About That Paperless Office
by Samuel Greengard
I consider it nothing short of a cruel irony that my paperless office is overflowing with paper. Piles and piles of paper. Documents, invoices, advertisements, catalogs, brochures, business cards, receipts, and assorted flotsam and jetsam. Sorry, I refuse to file things that I'll probably never want to retrieve anyway.
Bulletin: computers are pretty good at handling all this stuff. Everything I actually want stays in the computer, goes on a personal cloud, and it's all accessible via my laptop and iPhone. I have search tools to find data and documents quickly.
Yet, apparently, I'm one of only a handful of people in the Western Hemisphere who hates paper. Xerox found that, on average, U.S. office workers print 10,000-12,000 sheets of paper per year. Paper consumption in the U.S. has tripled over the last decade. We now blast through more than 700 billion sheets of paper annually. Read this.
I still hear about people printing all their e-mails! And how often do I receive an invoice or statement through the mail when a PDF would do just fine? Um...let's see...every single day. Meanwhile, accounts payable departments can't figure out how to set up EFTs and Apple seems to be the only major brick-and-mortar retailer that can e-mail me a receipt.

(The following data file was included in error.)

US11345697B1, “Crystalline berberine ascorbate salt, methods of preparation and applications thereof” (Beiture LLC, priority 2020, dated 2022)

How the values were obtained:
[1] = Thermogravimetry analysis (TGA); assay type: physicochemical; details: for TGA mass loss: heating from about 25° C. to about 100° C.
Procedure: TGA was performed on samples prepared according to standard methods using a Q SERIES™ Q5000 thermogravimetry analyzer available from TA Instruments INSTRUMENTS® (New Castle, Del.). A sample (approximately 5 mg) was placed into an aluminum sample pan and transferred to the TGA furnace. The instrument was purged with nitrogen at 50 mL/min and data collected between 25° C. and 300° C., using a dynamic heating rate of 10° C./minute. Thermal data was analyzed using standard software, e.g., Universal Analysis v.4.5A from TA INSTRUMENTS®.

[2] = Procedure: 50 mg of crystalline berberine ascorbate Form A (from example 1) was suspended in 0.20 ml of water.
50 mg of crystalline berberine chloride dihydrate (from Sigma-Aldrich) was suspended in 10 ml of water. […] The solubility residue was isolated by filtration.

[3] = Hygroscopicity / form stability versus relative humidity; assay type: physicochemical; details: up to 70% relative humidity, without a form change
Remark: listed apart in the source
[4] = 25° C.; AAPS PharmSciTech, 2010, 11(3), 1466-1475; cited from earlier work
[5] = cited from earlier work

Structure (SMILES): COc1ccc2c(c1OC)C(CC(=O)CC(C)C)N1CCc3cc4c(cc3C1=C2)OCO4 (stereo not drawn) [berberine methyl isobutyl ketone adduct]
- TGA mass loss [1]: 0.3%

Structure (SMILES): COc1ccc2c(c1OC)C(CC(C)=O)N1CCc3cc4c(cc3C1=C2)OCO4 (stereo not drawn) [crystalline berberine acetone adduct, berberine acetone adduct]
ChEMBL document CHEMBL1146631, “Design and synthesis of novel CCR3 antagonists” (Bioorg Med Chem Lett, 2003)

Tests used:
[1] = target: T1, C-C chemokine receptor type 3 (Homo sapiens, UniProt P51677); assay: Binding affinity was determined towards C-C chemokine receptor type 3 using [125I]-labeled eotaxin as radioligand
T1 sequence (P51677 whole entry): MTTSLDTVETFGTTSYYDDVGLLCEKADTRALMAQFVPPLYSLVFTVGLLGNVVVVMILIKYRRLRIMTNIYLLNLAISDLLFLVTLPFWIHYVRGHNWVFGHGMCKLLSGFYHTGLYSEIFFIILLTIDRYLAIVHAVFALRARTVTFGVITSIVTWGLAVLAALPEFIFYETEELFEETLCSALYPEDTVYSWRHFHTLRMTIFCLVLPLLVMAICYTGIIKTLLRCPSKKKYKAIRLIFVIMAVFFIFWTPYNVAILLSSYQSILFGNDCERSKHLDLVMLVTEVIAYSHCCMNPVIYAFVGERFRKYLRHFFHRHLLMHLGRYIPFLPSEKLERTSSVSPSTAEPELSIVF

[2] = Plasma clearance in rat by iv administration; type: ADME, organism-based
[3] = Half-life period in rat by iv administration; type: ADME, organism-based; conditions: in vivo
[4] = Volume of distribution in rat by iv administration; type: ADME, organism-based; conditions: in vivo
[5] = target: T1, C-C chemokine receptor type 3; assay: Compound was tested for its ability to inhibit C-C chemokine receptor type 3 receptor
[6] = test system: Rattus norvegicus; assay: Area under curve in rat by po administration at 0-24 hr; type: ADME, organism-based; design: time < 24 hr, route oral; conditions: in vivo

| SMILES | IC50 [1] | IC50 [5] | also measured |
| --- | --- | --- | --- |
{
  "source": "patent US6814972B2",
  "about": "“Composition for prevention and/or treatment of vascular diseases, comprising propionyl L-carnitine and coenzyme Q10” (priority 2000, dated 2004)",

It's downright pathetic that in an era of business intelligence, document management systems, mobile devices, e-signatures and electronic funds transfers this is the best we can do.
Instead of finding reasons why you can't get rid of paper, let's think about how we can do so--and save a pile of money in the process. Most companies have already figured out that they can post statements online and pocket a chunk of change by reducing mailing costs.
But wait, there's more...
Businesses can crumple the paper jam and reap huge productivity gains by viewing matters in a more holistic way. According to the Association for Information and Image Management, the lifecycle cost of a typical document is over $20.
I'm not advocating the elimination of paper but it is certainly feasible to reduce it, merge two parallel universes, and wind up with more efficient and cost effective processes.
How to transform paper into pixels?
1). Build effective document management systems and develop efficient workflows. Make it easy for workers to transfer PDF files across systems and devices, including smartphones. Click here for more
2). Establish policies that dictate how people will handle documents and data.
3). Make printing a bit of a hassle. If you have to walk across the office you might think twice about printing 22 calendar items on separate sheets of paper.
4). Mandate change. If you make adoption voluntary you can bet people will resist. Yes, there's an adjustment period but people will adapt quickly if they have no choice.
5. Develop a task force or appoint a czar to reengineer long-established processes that nobody questions (i.e. mailing checks to vendors and suppliers and requiring hard copy signatures).
Okay, forget paperless. Just a bit less paper would be a good start.